Industrial Fire Journal - Fire & Rescue - Hemming Group Ltd
Dangerous substances at work
Published:  27 April, 2018

A Europe-wide campaign launched this week to raise awareness on dangerous substances includes an e-tool, database, case studies, infographics and animated films.

The campaign by the European Agency for Safety and Health at Work (EU-OSHA) marks the start of two years of events and activities promoting the best ways of tackling the risks that dangerous substances pose to workers.

Set up by the European Union and based in Bilbao, Spain, EU-OSHA brings together representatives from the European Commission, member state governments, employers’ and workers’ organisations, as well as leading experts.

Dr Christa Sedlatschek, EU-OSHA’s Director, commented: ‘Many workers are unaware that not only manufactured chemical products that are labelled with risk and safety information can cause harm. Other commonly used substances across all sectors – from working with flour in bakeries to silica dust on construction sites – can be hazardous if their use is not managed effectively. Therefore, our campaign raises awareness of all types of dangerous substances, not just the obvious ones, and emphasises the importance of risk assessment in all sectors as the first step towards prevention.’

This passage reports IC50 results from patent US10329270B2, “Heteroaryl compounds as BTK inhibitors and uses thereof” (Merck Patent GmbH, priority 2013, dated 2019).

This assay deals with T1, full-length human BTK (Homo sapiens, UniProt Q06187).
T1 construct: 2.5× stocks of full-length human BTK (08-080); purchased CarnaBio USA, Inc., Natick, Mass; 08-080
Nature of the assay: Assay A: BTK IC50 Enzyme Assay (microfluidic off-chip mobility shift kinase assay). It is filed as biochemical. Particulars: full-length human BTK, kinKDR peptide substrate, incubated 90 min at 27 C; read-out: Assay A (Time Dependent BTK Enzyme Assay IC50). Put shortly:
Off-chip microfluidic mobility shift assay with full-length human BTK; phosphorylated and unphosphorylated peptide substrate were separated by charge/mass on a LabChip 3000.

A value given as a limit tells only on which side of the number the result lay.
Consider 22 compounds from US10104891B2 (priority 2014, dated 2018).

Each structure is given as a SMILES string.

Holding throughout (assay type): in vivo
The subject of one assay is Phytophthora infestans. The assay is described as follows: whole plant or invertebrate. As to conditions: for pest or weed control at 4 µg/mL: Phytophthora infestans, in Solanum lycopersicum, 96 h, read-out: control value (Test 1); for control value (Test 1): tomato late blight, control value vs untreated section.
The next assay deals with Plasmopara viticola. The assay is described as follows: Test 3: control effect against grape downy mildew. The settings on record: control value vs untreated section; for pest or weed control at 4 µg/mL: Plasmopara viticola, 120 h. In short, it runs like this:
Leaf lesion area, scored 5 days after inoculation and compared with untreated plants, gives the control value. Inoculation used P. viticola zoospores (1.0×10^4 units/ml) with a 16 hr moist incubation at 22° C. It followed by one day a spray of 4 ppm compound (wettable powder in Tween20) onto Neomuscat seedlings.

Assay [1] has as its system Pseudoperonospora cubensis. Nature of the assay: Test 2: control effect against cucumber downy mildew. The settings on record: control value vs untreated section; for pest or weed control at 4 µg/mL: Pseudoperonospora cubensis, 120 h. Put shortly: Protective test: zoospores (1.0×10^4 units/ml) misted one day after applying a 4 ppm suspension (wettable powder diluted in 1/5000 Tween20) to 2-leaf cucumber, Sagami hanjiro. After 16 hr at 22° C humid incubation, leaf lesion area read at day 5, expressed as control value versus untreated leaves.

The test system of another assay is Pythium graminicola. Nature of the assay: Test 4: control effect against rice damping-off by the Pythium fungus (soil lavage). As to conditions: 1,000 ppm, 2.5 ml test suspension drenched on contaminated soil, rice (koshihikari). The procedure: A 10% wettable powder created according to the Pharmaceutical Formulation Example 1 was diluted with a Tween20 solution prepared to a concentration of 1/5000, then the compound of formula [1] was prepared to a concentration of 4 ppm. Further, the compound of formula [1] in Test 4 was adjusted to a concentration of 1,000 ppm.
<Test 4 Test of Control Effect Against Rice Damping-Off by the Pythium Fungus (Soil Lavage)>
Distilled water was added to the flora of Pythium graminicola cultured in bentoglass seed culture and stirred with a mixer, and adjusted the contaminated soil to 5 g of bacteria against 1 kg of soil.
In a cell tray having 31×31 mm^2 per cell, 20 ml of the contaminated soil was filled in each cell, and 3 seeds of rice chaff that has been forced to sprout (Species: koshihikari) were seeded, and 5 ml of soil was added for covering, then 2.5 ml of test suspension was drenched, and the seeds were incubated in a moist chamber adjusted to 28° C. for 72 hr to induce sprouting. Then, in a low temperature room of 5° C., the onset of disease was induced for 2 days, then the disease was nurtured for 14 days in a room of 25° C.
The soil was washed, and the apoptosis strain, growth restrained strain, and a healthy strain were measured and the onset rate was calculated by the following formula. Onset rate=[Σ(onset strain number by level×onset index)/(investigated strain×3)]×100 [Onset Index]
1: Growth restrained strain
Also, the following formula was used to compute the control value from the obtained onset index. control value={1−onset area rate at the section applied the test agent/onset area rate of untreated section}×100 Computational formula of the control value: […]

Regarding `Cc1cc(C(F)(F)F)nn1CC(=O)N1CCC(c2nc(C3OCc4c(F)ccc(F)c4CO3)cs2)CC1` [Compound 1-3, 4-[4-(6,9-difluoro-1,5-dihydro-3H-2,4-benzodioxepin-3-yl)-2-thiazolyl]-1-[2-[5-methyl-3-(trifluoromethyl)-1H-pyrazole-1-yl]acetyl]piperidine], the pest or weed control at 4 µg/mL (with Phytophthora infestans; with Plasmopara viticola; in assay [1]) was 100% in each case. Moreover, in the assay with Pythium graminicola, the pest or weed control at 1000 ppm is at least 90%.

An e-tool has been introduced to help companies find and reduce the safety and health hazards associated with dangerous substances and chemical products in workplaces within their company. Available in English and accessible in three country versions (Austria, Estonia and Romania), it can be found by clicking here. 

To help companies carry out risk assessments, a database has also been created of around 700 practical tools and guidance documents from 11 EU member states. The documents cover both specific scenarios, such as pumping liquids and welding; specific groups of substances such as sensitisers; as well as typical risks in specific sectors. Practical solutions for reducing risk are also available. The database is found here. 

A cartoon character (shown above) has been created to explain the basic principles of occupational safety and health (OSH) in an informal, language-free way. To see Napo in a variety of work situations, click here.

More information about the campaign can be found at